Let’s look first at Morocco which has been a recent success story in the outsourcing world. Like Kenya, Morocco is a latecomer. And like Kenya, Morocco does not provide any particular skill nor is it the cheapest outsourcing location. Its political climate is even more uncertain than Kenya’s. Yet, Morocco has managed to become an important outsourcing hub. Why? Well, if you ever travel to Morocco you will notice one thing: Even the local camel guide, who lives in a desert village and who never enjoyed higher education, can speak at least Arabic, French and Spanish, thanks to the mix of Colonial powers (and tourists) shaping Morocco over centuries. Morocco is also located in a time zone close to European clients. All this makes it attractive for French firms for example to outsource call centers and tech support to Morocco rather than India or the Philippines. Unless India or the Philippines improve their French and Spanish language education any time soon, Morocco is likely to further benefit from its distinctive advantages. Anecdotal evidence suggests that even Indian providers increasingly set up service hubs in Morocco to cater to French client firms.
Now what about Kenya? Kenya offers a good IT infrastructure, high English literacy rate and time zone proximity to Europe. Yet despite some early successes, such as the Kenyan call center operator KenCall (see picture), global demand for outsourcing services from Kenya has been limited so far. Unlike Morocco, Kenya has excellent English language capabilities, but, because of that, it also competes with India and the Philippines on cost. (In fact, even Kenyan firms often prefer working with better known and often less costly vendors from India and the Philippines.) Time zone proximity to European clients may be an advantage, but not enough for most clients to switch to Kenyan operators. In other words, compared to Morocco, Kenya’s service capabilities are too commoditized. Whereas Morocco’s French and Spanish language skills provide some distinctiveness, while still allowing for scalable service offerings, Kenya does not have comparable competitive advantages.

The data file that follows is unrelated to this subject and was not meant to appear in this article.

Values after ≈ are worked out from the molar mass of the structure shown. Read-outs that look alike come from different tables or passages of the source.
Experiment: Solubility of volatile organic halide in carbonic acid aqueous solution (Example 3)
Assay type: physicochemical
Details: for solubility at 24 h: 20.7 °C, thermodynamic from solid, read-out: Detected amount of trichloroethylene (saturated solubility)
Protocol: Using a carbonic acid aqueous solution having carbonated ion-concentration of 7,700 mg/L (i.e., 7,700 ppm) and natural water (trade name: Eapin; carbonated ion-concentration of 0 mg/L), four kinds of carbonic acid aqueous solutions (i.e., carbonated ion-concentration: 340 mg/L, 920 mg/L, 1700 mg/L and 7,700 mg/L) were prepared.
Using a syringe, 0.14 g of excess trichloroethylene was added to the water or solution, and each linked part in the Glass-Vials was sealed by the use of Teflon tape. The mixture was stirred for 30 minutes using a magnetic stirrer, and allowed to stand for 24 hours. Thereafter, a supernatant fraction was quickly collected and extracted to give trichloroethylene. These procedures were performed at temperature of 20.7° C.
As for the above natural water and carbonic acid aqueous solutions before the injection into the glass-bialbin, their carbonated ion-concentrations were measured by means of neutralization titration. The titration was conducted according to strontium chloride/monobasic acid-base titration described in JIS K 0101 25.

There might be another way though: Countries like Kenya increasingly turn their attention to regional rather than global clients. When interviewing Kenyan firms, I realized how important clients in Central Africa and South Africa have already become. For example, some Kenyan BPO providers offer IT infrastructure and software services to governments in their neighboring countries in Central Africa, thereby leveraging political connections in the region. But guess where these service capabilities come from? Not just Kenya, but increasingly India where several Kenyan vendors have recently established service delivery hubs and training centers to utilize India’s software expertise and reputation. It’s an interesting world we live in!
References and Links